In mid-2017, Audi announced its new A8 would be fully self-driving up to 40 miles per hour. Nissan is following suit with a full range of driverless vehicles by 2020.
Meanwhile, robots are performing surgery, computers are diagnosing cancer, and in late 2017 the news media began running articles and commentary on the ability of machines to replace teachers in the classroom.
Welcome to a world driven by Artificial Intelligence, commonly known as AI, where computers can learn and do problem solving. The technology that helped a computer beat a Grand Master at chess in 1997 is now helping drivers automatically parallel park their cars and avoid accidents, and will soon help drivers get around town without touching the steering wheel.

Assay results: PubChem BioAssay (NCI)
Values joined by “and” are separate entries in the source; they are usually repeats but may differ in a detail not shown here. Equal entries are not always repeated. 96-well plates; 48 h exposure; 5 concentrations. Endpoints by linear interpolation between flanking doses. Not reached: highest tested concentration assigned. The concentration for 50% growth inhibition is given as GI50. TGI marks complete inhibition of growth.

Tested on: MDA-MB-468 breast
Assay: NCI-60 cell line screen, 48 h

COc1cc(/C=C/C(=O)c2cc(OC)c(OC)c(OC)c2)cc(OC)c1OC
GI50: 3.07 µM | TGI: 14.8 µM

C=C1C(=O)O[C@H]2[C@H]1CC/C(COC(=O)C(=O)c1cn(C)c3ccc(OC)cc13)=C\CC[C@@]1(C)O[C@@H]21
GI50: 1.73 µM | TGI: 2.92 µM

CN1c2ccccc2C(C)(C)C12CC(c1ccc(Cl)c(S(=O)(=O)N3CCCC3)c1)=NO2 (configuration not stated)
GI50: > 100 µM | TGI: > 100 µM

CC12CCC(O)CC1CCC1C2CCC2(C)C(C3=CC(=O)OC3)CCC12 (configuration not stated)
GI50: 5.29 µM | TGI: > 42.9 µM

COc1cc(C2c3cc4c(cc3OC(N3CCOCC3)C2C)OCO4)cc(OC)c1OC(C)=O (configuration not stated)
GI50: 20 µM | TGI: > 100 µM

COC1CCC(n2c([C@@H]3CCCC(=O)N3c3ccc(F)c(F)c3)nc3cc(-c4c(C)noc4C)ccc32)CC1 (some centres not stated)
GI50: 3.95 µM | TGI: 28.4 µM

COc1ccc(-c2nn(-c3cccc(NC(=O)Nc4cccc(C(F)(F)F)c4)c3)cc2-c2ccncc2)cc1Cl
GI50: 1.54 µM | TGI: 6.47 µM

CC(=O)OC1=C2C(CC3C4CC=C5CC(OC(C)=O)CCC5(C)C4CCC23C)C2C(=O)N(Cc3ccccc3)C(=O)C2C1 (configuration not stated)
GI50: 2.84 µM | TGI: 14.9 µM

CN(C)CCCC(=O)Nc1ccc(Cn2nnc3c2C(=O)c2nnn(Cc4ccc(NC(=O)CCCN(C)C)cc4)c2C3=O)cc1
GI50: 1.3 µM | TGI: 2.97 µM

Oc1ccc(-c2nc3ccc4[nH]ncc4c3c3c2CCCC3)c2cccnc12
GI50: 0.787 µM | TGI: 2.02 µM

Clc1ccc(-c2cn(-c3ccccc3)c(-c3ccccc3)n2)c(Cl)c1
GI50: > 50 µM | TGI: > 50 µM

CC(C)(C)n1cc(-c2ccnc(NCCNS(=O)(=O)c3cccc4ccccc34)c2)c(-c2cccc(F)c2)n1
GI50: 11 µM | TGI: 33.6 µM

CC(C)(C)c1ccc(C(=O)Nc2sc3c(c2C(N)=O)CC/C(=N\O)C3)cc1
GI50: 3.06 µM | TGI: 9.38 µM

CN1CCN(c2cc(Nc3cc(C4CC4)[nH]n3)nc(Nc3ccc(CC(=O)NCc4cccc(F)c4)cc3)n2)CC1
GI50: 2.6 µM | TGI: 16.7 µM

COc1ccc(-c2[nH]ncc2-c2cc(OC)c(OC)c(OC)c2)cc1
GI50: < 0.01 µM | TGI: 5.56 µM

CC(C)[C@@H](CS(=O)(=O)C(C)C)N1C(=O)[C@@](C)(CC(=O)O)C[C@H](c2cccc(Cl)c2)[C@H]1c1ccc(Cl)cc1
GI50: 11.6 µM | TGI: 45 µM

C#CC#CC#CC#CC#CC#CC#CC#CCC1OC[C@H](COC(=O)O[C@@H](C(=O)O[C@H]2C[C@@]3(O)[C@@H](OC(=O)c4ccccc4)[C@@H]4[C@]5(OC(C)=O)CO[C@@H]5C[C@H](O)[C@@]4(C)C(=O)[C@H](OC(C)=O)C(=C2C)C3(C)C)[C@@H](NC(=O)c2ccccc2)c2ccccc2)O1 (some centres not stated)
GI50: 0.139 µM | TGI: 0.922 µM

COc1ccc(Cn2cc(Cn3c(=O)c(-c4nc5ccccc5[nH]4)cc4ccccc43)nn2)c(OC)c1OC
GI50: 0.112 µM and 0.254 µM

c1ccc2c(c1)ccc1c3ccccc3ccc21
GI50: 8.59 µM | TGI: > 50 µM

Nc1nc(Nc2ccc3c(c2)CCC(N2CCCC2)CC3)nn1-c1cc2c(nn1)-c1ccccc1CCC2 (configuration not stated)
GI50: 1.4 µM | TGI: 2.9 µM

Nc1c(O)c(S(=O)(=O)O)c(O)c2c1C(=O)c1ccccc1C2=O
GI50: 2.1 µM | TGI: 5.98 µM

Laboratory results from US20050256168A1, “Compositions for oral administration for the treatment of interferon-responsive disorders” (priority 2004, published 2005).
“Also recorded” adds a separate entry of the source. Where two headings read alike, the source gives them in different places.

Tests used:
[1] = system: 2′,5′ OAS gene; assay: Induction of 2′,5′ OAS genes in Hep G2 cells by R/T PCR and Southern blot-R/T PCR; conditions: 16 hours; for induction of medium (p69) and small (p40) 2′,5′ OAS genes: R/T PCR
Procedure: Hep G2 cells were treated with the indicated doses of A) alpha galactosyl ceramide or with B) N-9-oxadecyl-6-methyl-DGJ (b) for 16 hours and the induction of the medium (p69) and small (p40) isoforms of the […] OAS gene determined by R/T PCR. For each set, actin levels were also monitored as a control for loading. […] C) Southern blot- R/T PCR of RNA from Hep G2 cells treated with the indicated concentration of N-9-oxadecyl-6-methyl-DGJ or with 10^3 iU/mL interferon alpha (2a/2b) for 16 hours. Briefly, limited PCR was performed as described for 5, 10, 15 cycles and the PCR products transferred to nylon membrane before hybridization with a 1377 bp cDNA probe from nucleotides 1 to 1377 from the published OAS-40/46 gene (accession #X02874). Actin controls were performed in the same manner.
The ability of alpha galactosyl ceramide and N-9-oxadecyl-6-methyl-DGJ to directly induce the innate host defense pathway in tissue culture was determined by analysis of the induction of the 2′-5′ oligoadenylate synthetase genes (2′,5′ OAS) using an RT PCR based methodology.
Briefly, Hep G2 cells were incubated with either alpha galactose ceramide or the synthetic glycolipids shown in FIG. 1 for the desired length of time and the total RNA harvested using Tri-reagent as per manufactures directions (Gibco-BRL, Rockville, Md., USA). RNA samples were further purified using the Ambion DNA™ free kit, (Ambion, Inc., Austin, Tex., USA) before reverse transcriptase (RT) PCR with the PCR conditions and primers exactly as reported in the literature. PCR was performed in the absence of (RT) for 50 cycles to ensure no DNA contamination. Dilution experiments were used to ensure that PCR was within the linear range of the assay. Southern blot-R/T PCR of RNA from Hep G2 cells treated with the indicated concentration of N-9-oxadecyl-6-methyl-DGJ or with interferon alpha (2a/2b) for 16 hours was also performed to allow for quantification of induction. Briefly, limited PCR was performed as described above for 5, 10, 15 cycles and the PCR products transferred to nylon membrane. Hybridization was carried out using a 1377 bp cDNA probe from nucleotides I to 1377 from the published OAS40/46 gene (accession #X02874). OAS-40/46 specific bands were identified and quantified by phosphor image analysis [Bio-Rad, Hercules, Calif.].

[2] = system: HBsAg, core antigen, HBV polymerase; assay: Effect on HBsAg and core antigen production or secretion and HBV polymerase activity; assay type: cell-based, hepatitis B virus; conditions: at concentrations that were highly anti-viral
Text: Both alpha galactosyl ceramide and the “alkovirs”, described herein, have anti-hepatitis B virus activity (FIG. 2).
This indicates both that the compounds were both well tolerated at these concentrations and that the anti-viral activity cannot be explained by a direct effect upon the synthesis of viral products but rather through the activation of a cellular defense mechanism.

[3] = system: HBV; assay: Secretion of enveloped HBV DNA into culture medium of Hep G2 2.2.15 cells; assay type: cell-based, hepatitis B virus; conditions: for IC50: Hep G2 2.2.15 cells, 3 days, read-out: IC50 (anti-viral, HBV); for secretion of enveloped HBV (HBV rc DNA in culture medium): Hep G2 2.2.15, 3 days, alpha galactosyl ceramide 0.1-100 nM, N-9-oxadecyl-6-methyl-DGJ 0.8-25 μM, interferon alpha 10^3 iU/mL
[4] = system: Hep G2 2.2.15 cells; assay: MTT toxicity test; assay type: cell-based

Being able to service this technology is critical for technicians, of course, and continuing training and education will be critical for survival in this industry.
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